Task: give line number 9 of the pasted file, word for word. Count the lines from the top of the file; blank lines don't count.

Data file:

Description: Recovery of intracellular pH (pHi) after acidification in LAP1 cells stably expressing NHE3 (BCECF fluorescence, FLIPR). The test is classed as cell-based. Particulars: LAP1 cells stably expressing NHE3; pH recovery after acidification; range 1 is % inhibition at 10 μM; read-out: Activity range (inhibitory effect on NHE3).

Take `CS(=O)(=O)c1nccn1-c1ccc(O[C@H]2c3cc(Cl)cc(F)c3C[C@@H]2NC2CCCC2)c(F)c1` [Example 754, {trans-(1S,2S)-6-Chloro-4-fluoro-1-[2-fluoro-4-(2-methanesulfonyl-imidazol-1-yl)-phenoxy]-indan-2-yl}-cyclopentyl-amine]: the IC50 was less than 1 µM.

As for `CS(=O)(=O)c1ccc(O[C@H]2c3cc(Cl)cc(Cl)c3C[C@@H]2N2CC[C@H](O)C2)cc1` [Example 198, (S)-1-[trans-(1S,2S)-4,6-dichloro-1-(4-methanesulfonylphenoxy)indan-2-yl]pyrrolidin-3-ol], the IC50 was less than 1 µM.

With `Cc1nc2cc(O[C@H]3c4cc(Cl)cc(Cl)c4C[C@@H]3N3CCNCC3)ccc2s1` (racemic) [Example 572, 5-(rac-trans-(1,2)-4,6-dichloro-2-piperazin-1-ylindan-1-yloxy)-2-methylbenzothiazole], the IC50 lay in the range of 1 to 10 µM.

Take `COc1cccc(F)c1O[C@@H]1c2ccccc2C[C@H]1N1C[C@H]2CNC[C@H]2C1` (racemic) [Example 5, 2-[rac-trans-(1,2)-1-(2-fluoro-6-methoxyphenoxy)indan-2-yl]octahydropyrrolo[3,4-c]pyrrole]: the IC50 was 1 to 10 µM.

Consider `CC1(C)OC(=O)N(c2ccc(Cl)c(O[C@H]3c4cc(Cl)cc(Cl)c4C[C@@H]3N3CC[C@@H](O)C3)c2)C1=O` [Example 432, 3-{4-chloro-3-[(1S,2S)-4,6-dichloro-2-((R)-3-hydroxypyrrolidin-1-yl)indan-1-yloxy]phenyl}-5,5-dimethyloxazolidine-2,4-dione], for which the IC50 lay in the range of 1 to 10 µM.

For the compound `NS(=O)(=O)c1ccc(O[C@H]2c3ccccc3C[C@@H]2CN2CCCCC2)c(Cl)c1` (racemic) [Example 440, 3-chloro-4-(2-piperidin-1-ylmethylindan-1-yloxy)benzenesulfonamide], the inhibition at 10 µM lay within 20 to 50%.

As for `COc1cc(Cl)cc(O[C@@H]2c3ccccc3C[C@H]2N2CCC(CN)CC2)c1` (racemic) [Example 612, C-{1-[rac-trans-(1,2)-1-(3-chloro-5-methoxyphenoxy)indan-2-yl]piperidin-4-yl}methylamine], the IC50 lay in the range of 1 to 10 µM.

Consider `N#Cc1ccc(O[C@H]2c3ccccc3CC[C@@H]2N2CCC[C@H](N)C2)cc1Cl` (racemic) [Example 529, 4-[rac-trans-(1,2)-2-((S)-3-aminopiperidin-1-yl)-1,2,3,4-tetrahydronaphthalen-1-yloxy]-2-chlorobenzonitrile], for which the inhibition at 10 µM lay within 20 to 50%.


Consider `N#Cc1ccc(O[C@H]2c3ccccc3CC[C@@H]2N2CCC[C@H](N)C2)cc1Cl` (racemic) [Example 529, 4-[rac-trans-(1,2)-2-((S)-3-aminopiperidin-1-yl)-1,2,3,4-tetrahydronaphthalen-1-yloxy]-2-chlorobenzonitrile], for which the inhibition at 10 µM lay within 20 to 50%.